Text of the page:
These great features – some nice and others extraordinarily useful – do come with a price. Apple’s intuitive UX and iXD efforts have won the world over for great reason. The interfaces have been unified, codified, and refined many times over to ensure my 2 year-old or his great grandmother can find and use the device independently. The DroidX, and other Android phones, have native app and OS interfaces employ novice aesthetics and often times remind me of color schemes that programmers place in prototypes before the designers get hold of them. The rawness of visual themes tends to extend past the OS and into the long tail of privately developed apps available in the Android Marketplace. While being free of Apple’s notorious app publishing approval process, the resulting software is often reflects the minimal oversight and scrappy budgets behind them.

  • Turn-Offs – As a newbie to multi-app usage, it took a bit of time to figure out why my battery was draining in 4-6 hrs regularly. It turns out that you need to actually turn off apps every so often when you’re regularly bouncing between a dozen or two. With a free app like Advanced Task Killer, I can now quickly kill unnecessary apps and streamline my power usage.
  • Sluggish Contacts – I’m a pack-rat and tend to roll with my full rolodex at all times. This is around 4000+ contacts and .vcf that runs upwards of 275MB. Searching for contacts is a painfully slow process at times and feel like i’m pinging Gmail’s server versus my local device. It is nice that the DroidX marries Twitter and Facebook profile photos and latest status next to the vCard… unfortunately the further delay and un-cached nature lessens the delight factor.
  • Voicemail – Visual voicemail, similar to the iPhone, is and upgrade in the service plan. The bigger issue is the dodgy reliability of alerts that are wired to an aftermarket app which can be shut off during power-saving efforts. These types of core activities should be baked into the device IMHO.
  • Social Notifications – The Boxcar app is sorely missed despite the native Twitter app’s push notification abilities. Flagging keywords, multiple accounts, and now even key Tweeters, is critical when you are monitoring brands in real-time… even if that brand is you.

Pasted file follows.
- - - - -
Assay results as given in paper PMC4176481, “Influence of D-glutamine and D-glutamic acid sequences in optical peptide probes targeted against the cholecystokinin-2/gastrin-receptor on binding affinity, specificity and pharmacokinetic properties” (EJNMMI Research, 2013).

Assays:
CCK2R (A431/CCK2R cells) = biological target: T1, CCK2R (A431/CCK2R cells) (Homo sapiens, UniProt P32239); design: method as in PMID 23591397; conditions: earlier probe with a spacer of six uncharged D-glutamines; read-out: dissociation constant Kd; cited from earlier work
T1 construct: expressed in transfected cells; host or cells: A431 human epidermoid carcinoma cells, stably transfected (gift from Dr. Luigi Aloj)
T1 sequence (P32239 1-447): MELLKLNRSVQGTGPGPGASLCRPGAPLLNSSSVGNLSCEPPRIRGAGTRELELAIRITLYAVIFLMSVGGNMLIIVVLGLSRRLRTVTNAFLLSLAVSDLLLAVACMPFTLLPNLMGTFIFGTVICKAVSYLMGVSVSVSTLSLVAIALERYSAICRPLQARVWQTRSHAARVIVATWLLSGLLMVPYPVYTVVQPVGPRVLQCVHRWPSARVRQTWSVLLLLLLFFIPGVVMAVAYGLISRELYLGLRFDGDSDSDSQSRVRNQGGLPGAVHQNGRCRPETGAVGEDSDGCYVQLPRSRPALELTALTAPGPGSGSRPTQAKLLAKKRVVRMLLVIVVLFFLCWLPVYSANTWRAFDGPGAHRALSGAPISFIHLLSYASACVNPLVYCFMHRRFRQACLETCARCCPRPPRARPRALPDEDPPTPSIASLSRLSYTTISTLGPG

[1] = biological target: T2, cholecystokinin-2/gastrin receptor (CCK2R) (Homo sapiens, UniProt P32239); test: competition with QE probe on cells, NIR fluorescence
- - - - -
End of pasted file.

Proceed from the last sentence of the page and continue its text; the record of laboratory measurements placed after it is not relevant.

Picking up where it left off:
• Alerts – I’m still on the fence whether I prefer the Android or iPhone placement of notifications. Android has a great list of everything that happened while you were gone with little detail. iOS on the other hand pushes notifications to publicly appear on the screen and then buries other updates as numbers on top of the app icon.
  • Eyes Without a Face – Facetime is amazing. It is sorely missed. My iPad has asked Santa for a video camera.
  • No App for That – Many of the most popular apps for iOS are non-existent on Android. LinkedIn, Netflix and many others are nowhere to be found. They are rumored to be en route to the party and thanks to Zuckerberg’s recent adoption of an Android handset we NOW have a native Facebook app that is slightly better than the mobile web site.
  • Show and Tell – I use screenshots daily for my job and find it is ludicrous that there is no native ability to create them. I haven’t even found a good app to do the job; all workarounds seem to include timers and some level of coding. (tips welcome…)

There are things left to be desired with both iOS and Android devices, apps, and their carriers. The carriers are potentially the biggest catalyst and risk to Android adoption. The more private app stores and custom OS implementations that occur will could divide and fragment this burgeoning platform that has become a market force.

I’m happy with the deep ethnographic research i’ve gathered in this ongoing experiment and know that my Android app strategies will benefit greatly. I also have to say that my iPad has been extremely helpful in motivating me to venture into the unknown. Knowing that my previous iOS knowledge and app purchases were still accessible was (and is) gratifying. Even more so was exercising the ability to keep my mind open and move in the direction of my convictions.

“Evaluate everything you have been told and dismiss that which insults your soul.” ~ Thoreau

Share.

About Author

My name is Daniel T. Wood. I am an experience strategist working in Portland, Oregon. I primarily write about digital trends including user experience, technology, culture and marketing. I can be reached at daniel@MIRA.agency

1 Comment

  1. 5 years, and 4 Android phones later, i remain a convert. I still have an iPad, however the chasm between available apps as shrunk considerably and I no longer need an iPad to access the latest releases. Apple and Android device makers have ingloriously stolen the best of one another’s features to point that the devices are practically indistinguishable by feature sets.

Leave A Reply